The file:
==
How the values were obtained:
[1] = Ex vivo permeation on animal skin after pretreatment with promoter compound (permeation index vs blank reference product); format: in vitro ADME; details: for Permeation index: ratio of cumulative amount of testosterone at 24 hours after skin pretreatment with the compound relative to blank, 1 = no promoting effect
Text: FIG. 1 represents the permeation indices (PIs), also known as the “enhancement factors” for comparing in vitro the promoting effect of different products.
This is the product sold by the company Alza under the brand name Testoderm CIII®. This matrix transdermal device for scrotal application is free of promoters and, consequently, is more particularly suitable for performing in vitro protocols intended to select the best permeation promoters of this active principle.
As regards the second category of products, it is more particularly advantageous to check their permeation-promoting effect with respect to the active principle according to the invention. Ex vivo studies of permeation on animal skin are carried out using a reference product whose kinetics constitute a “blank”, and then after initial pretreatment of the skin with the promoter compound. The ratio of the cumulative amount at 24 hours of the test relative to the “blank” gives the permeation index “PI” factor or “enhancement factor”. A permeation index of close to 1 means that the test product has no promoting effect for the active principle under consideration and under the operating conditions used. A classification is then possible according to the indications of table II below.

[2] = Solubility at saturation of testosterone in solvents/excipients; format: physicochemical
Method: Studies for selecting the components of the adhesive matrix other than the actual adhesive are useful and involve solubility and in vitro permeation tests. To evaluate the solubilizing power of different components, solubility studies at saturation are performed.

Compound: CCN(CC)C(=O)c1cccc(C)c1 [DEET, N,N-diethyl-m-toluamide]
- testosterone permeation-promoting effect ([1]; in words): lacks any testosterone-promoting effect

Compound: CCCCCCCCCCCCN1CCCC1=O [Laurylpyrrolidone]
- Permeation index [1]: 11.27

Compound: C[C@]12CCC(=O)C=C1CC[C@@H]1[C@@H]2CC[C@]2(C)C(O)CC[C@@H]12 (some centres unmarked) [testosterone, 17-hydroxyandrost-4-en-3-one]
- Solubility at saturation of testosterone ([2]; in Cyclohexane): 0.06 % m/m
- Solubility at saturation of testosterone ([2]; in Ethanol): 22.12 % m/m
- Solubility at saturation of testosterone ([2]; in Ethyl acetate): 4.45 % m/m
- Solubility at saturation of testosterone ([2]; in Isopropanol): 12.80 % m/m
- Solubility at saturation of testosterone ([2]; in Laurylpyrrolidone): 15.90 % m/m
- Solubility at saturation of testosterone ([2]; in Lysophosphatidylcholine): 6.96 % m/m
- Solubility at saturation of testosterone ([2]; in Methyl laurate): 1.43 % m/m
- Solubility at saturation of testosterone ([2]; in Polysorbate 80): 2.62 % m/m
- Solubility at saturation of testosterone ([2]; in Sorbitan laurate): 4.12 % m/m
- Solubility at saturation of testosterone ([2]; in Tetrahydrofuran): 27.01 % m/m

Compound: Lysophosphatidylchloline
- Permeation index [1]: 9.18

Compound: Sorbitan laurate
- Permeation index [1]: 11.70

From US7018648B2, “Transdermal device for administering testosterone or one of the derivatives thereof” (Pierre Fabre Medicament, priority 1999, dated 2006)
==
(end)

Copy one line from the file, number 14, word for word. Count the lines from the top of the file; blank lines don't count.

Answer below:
- Solubility at saturation of testosterone ([2]; in Ethanol): 22.12 % m/m